Flavouring salt, is such a simple idea, that adds an amazing boost of flavour, to all sorts of food, I know there are so many varieties of flavoured salt out there, but this combo is my favourite. I use Himalayan salt, as I love that there are so many beneficial minerals along for the ride, but you could really use any salt that you like.
|Ingredients for Rosemary and Lemon Salt|
|Slice the ends off the lemon and with a very sharp paring knife, carefully slice off the rind, avoiding the white pith|
|1/3 cup good quality salt, picked leaves from 2 sprigs of Rosemary and the rind of 1 lemon|
|Put all ingredients into the Thermomix bowl|
|Blitz for 10 seconds on speed 7, open the lid and give everything a good mix around|
|Then blitz again for 10 seconds on speed 10|
|The end result is fine, herby, lemony salt. At this point, I put the bowl of flavoured salt out into the hot sun to dry off, alternatively you can put the bowl in a very low oven, for 30 minutes or until dry and faded in colour|
|Rosemary and Lemon Salt ready to use|
|Soak the clay pot for 2 hours prior to cooking|
|Take the pot out of the water, but don't dry it. Put in 1 onion, cut in half and 3 whole garlic cloves|
|Open up the de-boned leg of lamb and sprinkle over 1 teaspoon of Rosemary and Lemon Salt|
|Flip the leg of lamb over and do the same to the outside|
|Re-roll the leg and put it back into the mesh bag or tie it with kitchen string. Place leg of lamb in clay pot and place the lid in position|
|Put the clay pot in a cold oven and then preheat oven to 190 C, start timing lamb from when the oven is up to temperature. I like my lamb well done so that means a cooking time of 30 to 35 minutes per KG.|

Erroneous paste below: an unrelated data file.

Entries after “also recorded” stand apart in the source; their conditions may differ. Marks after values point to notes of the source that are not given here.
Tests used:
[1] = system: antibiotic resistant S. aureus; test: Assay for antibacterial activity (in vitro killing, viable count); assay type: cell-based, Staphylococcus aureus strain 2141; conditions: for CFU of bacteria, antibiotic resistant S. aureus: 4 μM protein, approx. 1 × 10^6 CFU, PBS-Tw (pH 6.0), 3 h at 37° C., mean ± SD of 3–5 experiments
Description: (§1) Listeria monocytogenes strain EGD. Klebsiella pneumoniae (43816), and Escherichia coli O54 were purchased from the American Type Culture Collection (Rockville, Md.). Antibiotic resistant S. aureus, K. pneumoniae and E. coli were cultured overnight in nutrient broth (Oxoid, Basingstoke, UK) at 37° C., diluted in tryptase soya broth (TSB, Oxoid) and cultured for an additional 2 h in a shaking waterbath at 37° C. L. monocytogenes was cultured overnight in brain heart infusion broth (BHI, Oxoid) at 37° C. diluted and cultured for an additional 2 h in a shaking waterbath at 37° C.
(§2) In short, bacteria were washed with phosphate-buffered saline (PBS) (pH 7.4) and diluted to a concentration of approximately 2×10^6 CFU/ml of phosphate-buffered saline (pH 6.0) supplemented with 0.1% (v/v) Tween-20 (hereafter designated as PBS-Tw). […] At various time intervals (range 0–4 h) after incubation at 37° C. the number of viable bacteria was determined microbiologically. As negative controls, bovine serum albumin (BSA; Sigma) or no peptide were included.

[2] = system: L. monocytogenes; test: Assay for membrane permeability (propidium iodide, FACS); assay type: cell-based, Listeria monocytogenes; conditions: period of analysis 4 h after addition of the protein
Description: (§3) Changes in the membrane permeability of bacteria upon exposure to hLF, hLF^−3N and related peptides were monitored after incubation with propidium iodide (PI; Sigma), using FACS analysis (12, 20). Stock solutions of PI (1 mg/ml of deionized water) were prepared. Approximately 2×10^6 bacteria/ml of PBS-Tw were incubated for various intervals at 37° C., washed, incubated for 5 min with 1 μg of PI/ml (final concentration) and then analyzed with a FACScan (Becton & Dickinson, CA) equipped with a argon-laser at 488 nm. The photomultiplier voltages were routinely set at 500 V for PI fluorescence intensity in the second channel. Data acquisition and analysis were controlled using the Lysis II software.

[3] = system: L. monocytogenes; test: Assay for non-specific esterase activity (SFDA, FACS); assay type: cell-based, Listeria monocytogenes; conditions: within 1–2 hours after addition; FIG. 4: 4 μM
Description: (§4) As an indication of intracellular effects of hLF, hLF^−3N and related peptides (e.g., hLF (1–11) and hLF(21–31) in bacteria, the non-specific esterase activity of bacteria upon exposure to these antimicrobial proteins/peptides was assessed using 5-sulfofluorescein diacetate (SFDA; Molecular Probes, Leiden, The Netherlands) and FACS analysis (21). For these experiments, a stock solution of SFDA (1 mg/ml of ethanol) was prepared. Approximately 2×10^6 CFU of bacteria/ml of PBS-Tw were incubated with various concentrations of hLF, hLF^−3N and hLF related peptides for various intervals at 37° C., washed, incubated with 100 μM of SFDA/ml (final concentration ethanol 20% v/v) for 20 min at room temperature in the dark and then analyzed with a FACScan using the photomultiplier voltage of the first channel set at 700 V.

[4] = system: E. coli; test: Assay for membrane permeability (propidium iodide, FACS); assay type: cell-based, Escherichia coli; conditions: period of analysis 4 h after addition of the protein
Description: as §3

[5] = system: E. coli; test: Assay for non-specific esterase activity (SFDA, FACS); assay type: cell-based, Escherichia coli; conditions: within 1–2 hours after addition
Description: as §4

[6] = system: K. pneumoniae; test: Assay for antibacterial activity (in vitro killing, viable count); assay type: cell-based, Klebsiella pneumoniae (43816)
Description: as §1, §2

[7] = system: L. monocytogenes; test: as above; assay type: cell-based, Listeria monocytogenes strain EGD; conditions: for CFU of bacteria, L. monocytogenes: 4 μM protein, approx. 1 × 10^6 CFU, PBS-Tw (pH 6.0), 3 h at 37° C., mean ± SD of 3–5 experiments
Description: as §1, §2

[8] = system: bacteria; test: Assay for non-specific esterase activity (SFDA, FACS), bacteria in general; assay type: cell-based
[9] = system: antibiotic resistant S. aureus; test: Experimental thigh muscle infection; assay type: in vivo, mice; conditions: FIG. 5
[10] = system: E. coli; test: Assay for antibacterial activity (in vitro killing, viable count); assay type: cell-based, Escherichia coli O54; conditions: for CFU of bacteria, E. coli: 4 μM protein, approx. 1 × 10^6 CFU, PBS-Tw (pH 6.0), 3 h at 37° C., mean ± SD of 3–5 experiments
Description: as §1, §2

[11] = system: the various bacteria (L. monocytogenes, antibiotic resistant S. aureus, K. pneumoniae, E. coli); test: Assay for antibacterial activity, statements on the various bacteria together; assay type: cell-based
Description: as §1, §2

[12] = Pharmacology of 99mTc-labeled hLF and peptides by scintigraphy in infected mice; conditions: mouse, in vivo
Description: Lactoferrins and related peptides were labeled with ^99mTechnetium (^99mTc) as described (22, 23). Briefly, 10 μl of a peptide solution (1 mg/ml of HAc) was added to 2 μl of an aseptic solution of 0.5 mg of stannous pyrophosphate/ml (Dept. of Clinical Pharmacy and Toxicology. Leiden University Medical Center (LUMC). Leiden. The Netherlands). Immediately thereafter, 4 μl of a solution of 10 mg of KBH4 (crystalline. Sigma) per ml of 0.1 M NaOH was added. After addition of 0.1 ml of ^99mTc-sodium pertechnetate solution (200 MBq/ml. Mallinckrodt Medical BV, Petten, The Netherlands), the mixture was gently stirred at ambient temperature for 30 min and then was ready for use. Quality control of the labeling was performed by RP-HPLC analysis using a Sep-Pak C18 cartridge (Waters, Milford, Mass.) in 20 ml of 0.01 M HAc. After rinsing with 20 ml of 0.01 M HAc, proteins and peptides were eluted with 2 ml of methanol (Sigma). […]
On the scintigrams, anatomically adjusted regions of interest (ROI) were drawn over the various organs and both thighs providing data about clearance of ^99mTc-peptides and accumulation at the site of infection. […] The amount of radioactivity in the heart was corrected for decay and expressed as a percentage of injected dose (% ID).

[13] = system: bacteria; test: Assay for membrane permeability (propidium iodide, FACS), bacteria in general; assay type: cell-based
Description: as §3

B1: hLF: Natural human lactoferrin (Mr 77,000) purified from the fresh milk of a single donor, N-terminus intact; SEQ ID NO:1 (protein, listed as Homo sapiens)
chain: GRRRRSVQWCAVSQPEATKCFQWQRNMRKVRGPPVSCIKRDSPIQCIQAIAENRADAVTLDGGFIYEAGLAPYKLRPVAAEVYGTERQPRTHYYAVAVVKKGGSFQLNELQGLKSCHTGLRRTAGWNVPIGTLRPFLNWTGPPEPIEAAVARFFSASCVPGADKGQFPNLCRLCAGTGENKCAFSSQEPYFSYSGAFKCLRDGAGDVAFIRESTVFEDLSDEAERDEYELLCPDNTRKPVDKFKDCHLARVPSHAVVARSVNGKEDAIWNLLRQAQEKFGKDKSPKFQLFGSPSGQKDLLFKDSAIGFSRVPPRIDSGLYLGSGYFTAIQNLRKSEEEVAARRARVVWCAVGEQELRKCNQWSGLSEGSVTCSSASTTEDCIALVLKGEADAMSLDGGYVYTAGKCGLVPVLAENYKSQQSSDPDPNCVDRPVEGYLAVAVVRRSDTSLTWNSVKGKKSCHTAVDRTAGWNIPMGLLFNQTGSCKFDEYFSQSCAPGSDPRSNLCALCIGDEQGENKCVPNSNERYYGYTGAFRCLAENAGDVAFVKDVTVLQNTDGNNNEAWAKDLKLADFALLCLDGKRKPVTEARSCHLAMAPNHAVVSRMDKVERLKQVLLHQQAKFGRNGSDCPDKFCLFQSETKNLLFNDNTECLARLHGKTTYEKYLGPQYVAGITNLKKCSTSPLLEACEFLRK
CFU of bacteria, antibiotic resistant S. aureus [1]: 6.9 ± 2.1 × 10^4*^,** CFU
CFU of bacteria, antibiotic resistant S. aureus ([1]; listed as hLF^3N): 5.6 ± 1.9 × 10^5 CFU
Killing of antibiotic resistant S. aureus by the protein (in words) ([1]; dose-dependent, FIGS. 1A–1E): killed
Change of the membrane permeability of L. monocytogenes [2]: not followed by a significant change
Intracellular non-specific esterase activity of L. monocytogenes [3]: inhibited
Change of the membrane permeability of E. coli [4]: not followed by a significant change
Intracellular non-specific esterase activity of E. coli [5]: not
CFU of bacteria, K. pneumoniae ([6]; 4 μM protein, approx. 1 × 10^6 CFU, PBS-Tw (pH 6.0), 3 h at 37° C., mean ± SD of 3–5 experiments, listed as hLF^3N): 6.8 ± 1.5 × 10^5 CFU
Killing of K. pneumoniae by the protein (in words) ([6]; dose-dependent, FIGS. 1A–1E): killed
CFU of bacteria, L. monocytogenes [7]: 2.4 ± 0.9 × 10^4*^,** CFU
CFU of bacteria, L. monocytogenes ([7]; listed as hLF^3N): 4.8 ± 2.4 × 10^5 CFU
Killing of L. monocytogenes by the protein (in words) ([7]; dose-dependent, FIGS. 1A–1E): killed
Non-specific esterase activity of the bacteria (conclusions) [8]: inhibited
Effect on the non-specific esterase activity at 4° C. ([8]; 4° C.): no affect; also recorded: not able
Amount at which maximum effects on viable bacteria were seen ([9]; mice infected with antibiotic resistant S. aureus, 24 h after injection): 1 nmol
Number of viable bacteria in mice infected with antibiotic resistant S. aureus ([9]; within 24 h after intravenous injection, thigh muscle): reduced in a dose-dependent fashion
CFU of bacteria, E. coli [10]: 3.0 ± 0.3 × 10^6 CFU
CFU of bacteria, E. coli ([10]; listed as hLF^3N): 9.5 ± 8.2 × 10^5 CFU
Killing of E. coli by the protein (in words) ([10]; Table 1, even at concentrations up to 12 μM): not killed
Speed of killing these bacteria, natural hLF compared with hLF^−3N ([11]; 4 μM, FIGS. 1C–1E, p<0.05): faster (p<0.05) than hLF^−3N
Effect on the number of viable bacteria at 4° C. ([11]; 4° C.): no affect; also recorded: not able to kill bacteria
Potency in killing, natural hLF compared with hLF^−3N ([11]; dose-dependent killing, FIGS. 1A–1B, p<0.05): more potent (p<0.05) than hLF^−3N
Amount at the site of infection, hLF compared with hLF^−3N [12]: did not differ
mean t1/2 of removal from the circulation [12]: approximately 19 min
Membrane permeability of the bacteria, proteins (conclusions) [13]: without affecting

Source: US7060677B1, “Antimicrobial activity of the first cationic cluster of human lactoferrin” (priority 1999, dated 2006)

|Perfectly Roasted and Succulent Lamb. I then make the best "gravy" from the juices off the roast lamb. |
When using a clay pot to roast meat you can't make the gravy in the traditional way, because you simply can't put the clay pot on the stove top and also because there isn't any "burnished bits" on the bottom of the pot. The clay pot steams more than roasts so you don't get those golden bits of goodness stuck to the pan. What I do, is strain every last bit of glorious stock into a jug that separates the stock from the oil. After pouring off the stock, I top the stock up, if needed, to make 2 cups in total. I then make a roux of 40 grams butter and 40 grams plain flour, pour in stock/water and whisk on medium heat until thick. It makes a more "blonde" gravy, but, oh my, it is totally divine.
A family favourite, Roast Lamb with all the trimmings
So, tell me, how do you cook a roast? Any special seasonings that really add fantastic flavour?